By David Cho and Brady Dennis
Washington Post Staff Writer
Wednesday, June 9, 2010; A15
Treasury Secretary Timothy F. Geithner convened senior bank regulators Tuesday, warning them that their differences could undercut the U.S. government as it negotiates new international bank standards with other countries, according to sources who have been briefed on the gathering or were present.
Geithner urged them to speak with a unified voice, and senior Federal Reserve officials echoed that appeal, the sources said.
"One of our problems is, as you are entering negotiations [internationally], you can't be negotiating with yourself," a senior official said.
Regulators have been divided over how much money banks should hold in reserve to protect themselves against unexpected losses.
Sheila C. Bair, chairman of the Federal Deposit Insurance Corp., has thrown her support behind a measure offered by Sen. Susan Collins (R-Maine) that could force banks to raise tens of billions of dollars to replace a less stable form of capital in their reserves. The Senate approved the proposal as part of the legislation overhauling financial regulation, though the measure could be changed when House and Senate lawmakers hash out differences in their bills beginning this week.
Treasury and the Fed oppose the proposal because encoding such requirements into U.S. law "eliminates a negotiating chip" that could be used to obtain concessions from European nations, a senior government official said, speaking on the condition of anonymity because the discussions were private.
Attending the meeting Tuesday, over muffins and coffee in the conference room across from Geithner's office, were senior officials from the Federal Reserve Bank of New York and the Office of the Comptroller of the Currency as well as Treasury, the FDIC and the Fed's Washington headquarters.
In general, U.S. regulators agree that capital standards at banks were too weak during the financial crisis.
Geithner has said that raising capital standards is at the core of efforts to overhaul the financial system. The crisis pulled back the curtain on capital buffers that were too small or of low quality. Those shortcomings triggered a crisis of confidence in the nation's banks. Some firms collapsed during the panic, nearly taking the entire system with them.
U.S. officials have said countries must set a common capital standard. Otherwise banks could move to the country where requirements are the most lax. The regulatory overhaul legislation pending in Congress defers to the global negotiations, largely assigning the setting of capital standards to an international committee led by a figure largely unknown to most Americans: Nout Wellink, chairman of the Basel Committee on Banking Supervision.
Wellink's panel, which derives its name from its host city in Switzerland, faces intense lobbying by banks and a web of international politics. European nations, for instance, not only are seeking different standards than the United States but also disagree with each other. Even if the committee crafts new capital rules, each country has the choice to adopt or reject them.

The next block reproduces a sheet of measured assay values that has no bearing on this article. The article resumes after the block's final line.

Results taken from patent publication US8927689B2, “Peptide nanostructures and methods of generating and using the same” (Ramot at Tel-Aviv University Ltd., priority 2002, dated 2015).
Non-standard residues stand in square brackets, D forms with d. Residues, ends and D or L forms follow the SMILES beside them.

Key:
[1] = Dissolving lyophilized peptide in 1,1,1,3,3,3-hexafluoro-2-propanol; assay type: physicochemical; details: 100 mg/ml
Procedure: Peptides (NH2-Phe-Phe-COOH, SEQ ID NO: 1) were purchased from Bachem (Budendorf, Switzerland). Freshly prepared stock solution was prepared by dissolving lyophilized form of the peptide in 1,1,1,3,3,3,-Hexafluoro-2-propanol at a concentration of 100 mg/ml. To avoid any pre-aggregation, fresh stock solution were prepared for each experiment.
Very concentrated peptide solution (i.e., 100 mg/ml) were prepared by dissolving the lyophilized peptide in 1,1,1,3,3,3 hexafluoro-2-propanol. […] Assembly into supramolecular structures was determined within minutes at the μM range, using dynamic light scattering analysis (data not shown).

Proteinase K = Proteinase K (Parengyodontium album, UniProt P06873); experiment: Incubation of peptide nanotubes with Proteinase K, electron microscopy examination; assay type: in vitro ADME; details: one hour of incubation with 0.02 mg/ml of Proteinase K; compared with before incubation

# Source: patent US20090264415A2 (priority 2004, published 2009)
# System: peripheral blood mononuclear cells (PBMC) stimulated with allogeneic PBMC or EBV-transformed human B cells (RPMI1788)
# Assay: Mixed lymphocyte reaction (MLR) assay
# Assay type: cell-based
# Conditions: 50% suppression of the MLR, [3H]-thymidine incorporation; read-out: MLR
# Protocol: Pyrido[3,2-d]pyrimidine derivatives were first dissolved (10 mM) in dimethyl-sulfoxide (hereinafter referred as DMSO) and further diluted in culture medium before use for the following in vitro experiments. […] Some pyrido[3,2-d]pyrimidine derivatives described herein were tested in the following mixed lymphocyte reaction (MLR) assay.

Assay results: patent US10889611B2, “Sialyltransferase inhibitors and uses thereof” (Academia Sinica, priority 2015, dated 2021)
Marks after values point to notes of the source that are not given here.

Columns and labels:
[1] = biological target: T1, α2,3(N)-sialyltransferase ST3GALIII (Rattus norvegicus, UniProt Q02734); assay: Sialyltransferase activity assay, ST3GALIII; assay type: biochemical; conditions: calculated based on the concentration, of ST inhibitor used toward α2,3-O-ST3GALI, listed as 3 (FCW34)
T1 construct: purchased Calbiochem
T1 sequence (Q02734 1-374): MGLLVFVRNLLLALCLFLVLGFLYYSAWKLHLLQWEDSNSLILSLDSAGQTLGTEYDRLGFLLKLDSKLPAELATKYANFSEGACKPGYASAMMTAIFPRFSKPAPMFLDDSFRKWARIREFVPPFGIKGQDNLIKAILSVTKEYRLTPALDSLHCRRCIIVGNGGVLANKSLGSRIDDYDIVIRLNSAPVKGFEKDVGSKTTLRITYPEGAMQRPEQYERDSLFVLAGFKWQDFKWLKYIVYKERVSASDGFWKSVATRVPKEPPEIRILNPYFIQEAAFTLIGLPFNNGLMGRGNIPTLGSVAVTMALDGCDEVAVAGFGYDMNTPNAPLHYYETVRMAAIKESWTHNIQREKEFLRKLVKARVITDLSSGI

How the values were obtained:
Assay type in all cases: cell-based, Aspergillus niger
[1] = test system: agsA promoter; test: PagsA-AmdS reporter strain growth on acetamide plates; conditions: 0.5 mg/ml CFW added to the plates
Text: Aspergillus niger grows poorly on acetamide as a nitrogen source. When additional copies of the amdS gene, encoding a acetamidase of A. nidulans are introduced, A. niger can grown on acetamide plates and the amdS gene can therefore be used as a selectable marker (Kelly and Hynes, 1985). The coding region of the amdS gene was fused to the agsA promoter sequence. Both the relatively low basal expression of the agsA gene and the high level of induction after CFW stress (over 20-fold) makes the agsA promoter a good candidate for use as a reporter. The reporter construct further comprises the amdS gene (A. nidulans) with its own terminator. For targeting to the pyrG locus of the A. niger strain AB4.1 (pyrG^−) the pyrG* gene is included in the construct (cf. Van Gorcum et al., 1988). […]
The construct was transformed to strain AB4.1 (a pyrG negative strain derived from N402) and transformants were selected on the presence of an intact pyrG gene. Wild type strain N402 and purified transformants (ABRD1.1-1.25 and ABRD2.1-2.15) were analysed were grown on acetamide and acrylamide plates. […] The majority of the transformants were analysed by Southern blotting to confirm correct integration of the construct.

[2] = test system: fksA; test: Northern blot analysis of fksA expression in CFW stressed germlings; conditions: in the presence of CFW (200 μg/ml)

Fed officials, as the lead U.S. negotiators, want to ensure that the standards will be tough enough. But some U.S. officials say those efforts are complicated by Collins's measure, which would prevent "trust-preferred" securities from counting toward a bank's capital requirements.
The securities have characteristics of both debt and equity, and firms often create them to meet regulatory capital requirements without having to raise capital through other means, such as selling common stock. FDIC officials have argued that such securities do not amount to meaningful capital support for banks and don't adequately absorb losses.
Throughout the financial crisis and its aftermath, Bair has been an independent voice, at times at odds with Geithner and fellow regulators. For example, she pushed for her own plan to stem mortgage foreclosures and questioned the government's bailout of Citigroup. She also has been outspoken as Congress has debated the financial regulation bill, pushing for an upfront fund paid for by the financial industry that could be used to liquidate large, failing firms, in addition to the Collins amendment.
Bair, who could not be reached for comment Tuesday, has called the Collins amendment "a critical element to ensure that U.S. financial institutions hold sufficient capital to absorb losses during future periods of financial stress."
But banking industry representatives have called it an onerous measure that would force banks to raise massive new sums of capital in a tough market.
Lawmakers on the House-Senate conference committee are facing pressure from industry and some government officials to drop the Collins amendment, or at least soften it, perhaps grandfathering in the trust-preferred securities or phasing new rules in over time.
But Democratic leaders, mindful of the 60 votes needed for final passage in the Senate, are acutely aware that Collins is one of only four Republicans who voted for the far-reaching legislation last month.
Comptroller of the Currency John C. Dugan did not attend Tuesday's meeting because he was returning from a conference in Europe, an OCC spokesman said. In a speech earlier this year before the Institute of International Bankers, he warned that if regulators require banks to set aside too much capital, they risk harming the economy by restricting much-needed access to credit.